At the set point, the concentration of virus does not change, so its derivative has to be zero: dV/dt = 0. Hence, the steady-state viral load V0 satisfies:
P = cV0
Perelson and Ho used this simple equation to estimate a vitally important number that no one had found a way to measure before: the number of virus particles being cleared each day by the immune system. It turned out to be a billion virus particles a day.
That number was unexpected and truly stunning. It indicated that a titanic struggle was taking place during the seemingly calm 10 years of the asymptomatic phase in a patient’s body. The immune system cleared a billion virus particles daily, and the infected cells released a billion new ones. The immune system was in a furious, all-out war with the virus and fighting it to a near standstill.
Turning hibernation on its head
The following year Ho, Perelson and their colleagues conducted a follow-up study to get a better handle on something they could not resolve in 1995. This time they collected viral load data at shorter time intervals after the protease inhibitor was administered because they wanted to obtain more information about an initial lag they had observed in the medicine’s absorption, distribution and penetration into the target cells. After the drug was given, the team measured the patients’ viral load every two hours until the sixth hour, then every six hours until day two and then once a day thereafter until day seven. On the mathematical side, Perelson refined the differential equation model to account for the lag and to track the dynamics of another important variable, the changing number of infected T cells.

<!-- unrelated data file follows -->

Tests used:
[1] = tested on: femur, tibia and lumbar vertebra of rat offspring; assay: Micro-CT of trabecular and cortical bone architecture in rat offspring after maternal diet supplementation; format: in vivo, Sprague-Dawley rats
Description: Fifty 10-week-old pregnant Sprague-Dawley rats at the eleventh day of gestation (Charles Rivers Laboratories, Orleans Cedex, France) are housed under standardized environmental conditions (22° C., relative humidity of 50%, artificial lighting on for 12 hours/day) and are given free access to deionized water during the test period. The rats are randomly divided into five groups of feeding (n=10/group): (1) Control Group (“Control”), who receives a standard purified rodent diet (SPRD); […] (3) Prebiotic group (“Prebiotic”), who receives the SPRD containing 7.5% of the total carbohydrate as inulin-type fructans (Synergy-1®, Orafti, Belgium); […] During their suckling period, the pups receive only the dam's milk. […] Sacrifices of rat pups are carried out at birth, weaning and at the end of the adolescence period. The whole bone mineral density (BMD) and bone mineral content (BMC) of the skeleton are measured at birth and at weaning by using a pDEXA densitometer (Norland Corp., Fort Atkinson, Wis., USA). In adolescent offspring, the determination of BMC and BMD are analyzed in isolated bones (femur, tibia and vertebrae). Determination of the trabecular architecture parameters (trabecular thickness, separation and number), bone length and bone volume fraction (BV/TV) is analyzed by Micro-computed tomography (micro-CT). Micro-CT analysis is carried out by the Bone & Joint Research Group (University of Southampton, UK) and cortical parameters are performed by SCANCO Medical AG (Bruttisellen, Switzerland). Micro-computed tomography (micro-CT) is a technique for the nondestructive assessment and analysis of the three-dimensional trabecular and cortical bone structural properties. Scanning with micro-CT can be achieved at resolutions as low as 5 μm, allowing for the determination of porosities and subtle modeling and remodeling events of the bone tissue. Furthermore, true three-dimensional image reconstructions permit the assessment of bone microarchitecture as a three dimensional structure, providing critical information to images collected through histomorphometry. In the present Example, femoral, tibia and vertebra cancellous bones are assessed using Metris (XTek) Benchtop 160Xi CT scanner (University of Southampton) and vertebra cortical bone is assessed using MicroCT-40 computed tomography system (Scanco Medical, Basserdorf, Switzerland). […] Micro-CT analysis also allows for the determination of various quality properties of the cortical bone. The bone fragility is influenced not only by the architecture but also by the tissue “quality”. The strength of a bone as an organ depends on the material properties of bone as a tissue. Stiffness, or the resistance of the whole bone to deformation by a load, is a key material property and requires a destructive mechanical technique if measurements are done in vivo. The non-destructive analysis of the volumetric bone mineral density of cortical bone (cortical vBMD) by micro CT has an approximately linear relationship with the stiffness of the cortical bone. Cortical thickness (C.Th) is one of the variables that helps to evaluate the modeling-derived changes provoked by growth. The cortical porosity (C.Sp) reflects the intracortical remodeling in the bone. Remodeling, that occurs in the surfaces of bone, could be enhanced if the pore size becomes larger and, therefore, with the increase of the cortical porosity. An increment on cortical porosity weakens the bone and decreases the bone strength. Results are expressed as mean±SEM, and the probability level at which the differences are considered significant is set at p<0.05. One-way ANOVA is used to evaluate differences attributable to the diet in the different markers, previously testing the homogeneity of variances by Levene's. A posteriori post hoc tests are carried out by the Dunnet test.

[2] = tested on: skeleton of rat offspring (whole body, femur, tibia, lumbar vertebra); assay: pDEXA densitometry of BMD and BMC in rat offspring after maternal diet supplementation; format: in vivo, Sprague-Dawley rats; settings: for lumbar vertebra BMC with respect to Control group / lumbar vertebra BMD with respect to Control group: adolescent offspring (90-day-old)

When the researchers reran the experiment, fit the data to the model’s predictions and estimated its parameters again, they obtained results even more staggering than before: 10 billion virus particles were being produced and then cleared from the bloodstream each day. Moreover, they found that infected T cells lived only about two days. The surprisingly short life span added another piece to the puzzle, given that T cell depletion is the hallmark of HIV infection and AIDS.
The discovery that HIV replication was so astonishingly rapid changed the way that doctors treated their HIV-positive patients. Previously physicians waited until HIV emerged from its supposed hibernation before they prescribed antiviral drugs. The idea was to conserve forces until the patient’s immune system really needed help because the virus would often become resistant to the drugs. So it was generally thought wiser to wait until patients were far along in their illness.
Ho and Perelson turned this picture upside down. There was no hibernation. HIV and the body were locked in a pitched struggle every second of every day, and the immune system needed all the help it could get and as soon as possible after the critical early period of infection. And now it was obvious why no single medication worked for very long. The virus replicated so rapidly and mutated so quickly, it could find a way to escape almost any therapeutic drug.